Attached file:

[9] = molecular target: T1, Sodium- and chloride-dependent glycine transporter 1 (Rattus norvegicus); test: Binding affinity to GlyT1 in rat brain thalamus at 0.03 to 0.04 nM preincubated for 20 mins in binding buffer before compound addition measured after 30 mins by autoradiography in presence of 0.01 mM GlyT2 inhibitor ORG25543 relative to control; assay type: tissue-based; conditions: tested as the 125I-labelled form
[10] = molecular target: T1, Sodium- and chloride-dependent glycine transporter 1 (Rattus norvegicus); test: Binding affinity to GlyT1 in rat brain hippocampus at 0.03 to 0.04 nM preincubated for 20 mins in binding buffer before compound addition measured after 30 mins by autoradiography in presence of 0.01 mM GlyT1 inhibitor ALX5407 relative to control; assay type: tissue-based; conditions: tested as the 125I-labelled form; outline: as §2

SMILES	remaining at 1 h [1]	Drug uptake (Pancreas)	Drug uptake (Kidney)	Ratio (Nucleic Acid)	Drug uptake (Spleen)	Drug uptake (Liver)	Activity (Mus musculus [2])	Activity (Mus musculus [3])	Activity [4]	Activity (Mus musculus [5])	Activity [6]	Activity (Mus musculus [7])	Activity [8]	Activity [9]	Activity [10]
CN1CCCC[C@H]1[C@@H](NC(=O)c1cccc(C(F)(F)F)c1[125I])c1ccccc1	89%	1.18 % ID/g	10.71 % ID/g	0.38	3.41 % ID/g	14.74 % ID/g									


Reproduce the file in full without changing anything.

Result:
[9] = molecular target: T1, Sodium- and chloride-dependent glycine transporter 1 (Rattus norvegicus); test: Binding affinity to GlyT1 in rat brain thalamus at 0.03 to 0.04 nM preincubated for 20 mins in binding buffer before compound addition measured after 30 mins by autoradiography in presence of 0.01 mM GlyT2 inhibitor ORG25543 relative to control; assay type: tissue-based; conditions: tested as the 125I-labelled form
[10] = molecular target: T1, Sodium- and chloride-dependent glycine transporter 1 (Rattus norvegicus); test: Binding affinity to GlyT1 in rat brain hippocampus at 0.03 to 0.04 nM preincubated for 20 mins in binding buffer before compound addition measured after 30 mins by autoradiography in presence of 0.01 mM GlyT1 inhibitor ALX5407 relative to control; assay type: tissue-based; conditions: tested as the 125I-labelled form; outline: as §2

SMILES	remaining at 1 h [1]	Drug uptake (Pancreas)	Drug uptake (Kidney)	Ratio (Nucleic Acid)	Drug uptake (Spleen)	Drug uptake (Liver)	Activity (Mus musculus [2])	Activity (Mus musculus [3])	Activity [4]	Activity (Mus musculus [5])	Activity [6]	Activity (Mus musculus [7])	Activity [8]	Activity [9]	Activity [10]
CN1CCCC[C@H]1[C@@H](NC(=O)c1cccc(C(F)(F)F)c1[125I])c1ccccc1	89%	1.18 % ID/g	10.71 % ID/g	0.38	3.41 % ID/g	14.74 % ID/g									